By Rabbi Dow Marmur.
Israelis usually distinguish between security and politics. Even political foes will support those in power when it comes to defending the country and its citizens. If they disagree, it may be because they believe that the measures aren’t harsh enough. Avigdor Lieberman, the leader of Yisrael Beiteinu now in opposition, has become something of a spokesman for this argument. Many Israelis would like to see him in charge.
I don’t hear much criticism about what the security forces are doing when dealing with attackers. Only disinterested or perhaps hostile observers abroad will speak about or allude to disproportionate measures by the Israelis. I haven’t heard many people here ask why the security forces don’t aim only at the legs of the attackers.
The Israeli consensus is understandable. When you and yours are at risk, you support protective measures, however harsh. This isn’t a time for just counseling perpetrators, even though Israel does provide full medical care to injured insurgents; it restores them to health before taking them to prison.
It’s different when it comes to the political debate. The basic criticism of the Netanyahu government by the Left (what’s left of it) is that the prime minister and his even more hawkish colleagues aren’t doing enough to help bring about the so-called two-state solution. The prime minister is accused of making vacuous statements about peace, but the conduct of his government suggests the opposite, manifest for example in expanding settlements and making too much of Jewish access to the Temple Mount.
Of course, the government will tell you that the fault is entirely on the other side. The Palestinian Authority, we hear often, either because it’s powerless or obdurate doesn’t want peace and it doesn’t want a Jewish state. It’ll settle for a Palestinian state with a Jewish minority, but no more than that. Hamas, that rulers Gaza, with its presence in the West Bank, as well as the many ISIS supporters, wouldn’t settle even for that.
Critics of the Palestinians will also point to the text books and teaching methods in their schools which instill hatred of Jews. The presence of Israeli soldiers in the territories and the lowly jobs which is the lot of Palestinians from the West Bank fortunate enough to get employment by Israelis may reinforce their hatred of Jews.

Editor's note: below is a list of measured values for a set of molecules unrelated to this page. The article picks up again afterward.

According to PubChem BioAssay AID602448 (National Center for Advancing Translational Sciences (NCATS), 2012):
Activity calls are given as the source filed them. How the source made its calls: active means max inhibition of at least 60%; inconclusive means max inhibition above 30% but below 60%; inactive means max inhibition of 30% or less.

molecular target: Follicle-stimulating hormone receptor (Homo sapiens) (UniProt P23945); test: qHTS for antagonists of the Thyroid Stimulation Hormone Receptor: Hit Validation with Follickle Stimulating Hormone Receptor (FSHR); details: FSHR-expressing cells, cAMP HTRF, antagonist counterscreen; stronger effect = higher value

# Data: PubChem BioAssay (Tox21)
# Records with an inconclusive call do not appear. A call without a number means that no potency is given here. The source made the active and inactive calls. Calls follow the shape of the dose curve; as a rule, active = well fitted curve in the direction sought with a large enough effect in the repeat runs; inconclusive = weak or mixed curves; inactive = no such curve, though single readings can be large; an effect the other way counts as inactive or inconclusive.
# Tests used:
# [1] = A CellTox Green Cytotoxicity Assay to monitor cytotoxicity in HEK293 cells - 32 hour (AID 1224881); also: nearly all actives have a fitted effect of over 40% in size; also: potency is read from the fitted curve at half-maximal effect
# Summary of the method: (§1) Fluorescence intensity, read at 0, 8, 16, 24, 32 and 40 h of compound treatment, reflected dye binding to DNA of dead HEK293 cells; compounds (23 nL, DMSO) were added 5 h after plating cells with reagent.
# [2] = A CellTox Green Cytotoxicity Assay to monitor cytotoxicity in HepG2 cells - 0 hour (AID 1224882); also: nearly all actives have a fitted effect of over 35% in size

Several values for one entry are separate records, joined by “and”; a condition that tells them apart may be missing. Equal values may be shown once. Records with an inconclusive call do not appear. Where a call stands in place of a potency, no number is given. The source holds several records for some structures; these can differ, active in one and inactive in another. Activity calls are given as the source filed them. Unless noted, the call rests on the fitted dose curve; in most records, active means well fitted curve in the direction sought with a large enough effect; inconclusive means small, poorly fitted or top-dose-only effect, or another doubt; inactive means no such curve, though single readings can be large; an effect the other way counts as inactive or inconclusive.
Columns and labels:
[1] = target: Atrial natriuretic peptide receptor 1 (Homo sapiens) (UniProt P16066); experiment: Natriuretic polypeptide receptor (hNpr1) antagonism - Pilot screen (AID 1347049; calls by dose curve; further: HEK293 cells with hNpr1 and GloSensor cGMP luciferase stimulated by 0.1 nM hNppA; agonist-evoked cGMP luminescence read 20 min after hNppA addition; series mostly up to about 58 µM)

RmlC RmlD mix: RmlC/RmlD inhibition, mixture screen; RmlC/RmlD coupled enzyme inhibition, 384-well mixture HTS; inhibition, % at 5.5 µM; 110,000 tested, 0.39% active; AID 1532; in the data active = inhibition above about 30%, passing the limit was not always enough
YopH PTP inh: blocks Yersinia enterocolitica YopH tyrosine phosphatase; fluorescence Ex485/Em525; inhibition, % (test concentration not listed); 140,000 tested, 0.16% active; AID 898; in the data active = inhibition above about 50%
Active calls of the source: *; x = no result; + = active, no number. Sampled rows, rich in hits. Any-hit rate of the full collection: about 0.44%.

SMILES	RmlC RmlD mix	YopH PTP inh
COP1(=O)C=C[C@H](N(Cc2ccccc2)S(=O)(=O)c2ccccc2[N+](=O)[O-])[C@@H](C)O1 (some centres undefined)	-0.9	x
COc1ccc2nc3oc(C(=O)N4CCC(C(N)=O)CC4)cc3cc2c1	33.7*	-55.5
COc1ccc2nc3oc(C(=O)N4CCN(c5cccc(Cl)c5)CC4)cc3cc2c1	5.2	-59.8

The seemingly desperate acts by young Palestinians who stone, stab and now also shoot Jews is said to be a manifestation of the fury and the frustration. Some appear to prefer a certain “heroic” death to the miserable lives they now lead. Security and politics remain inseparable, alas.
This means that the solution must be political, not military. It’s quite possible that with time and progressively harsher measures – including de facto re-dividing Jerusalem by putting up barriers around Arab neighbourhoods – Israel will quell this rebellion for a while before something else and perhaps even more vicious takes it place. But only a political settlement can bring about peace.
It’s difficult to be optimistic and it’s not helpful to put the blame on one side or the other. However, the stronger side can afford to take more risks – and that’s Israel. Instead of always telling what’s wrong with our government we should urge it to take risks to help Palestinians out of their fury and their frustration and bring security to our people. Unfortunately, I don’t hear many Israelis pursuing this line.
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By Rabbi Dow Marmur.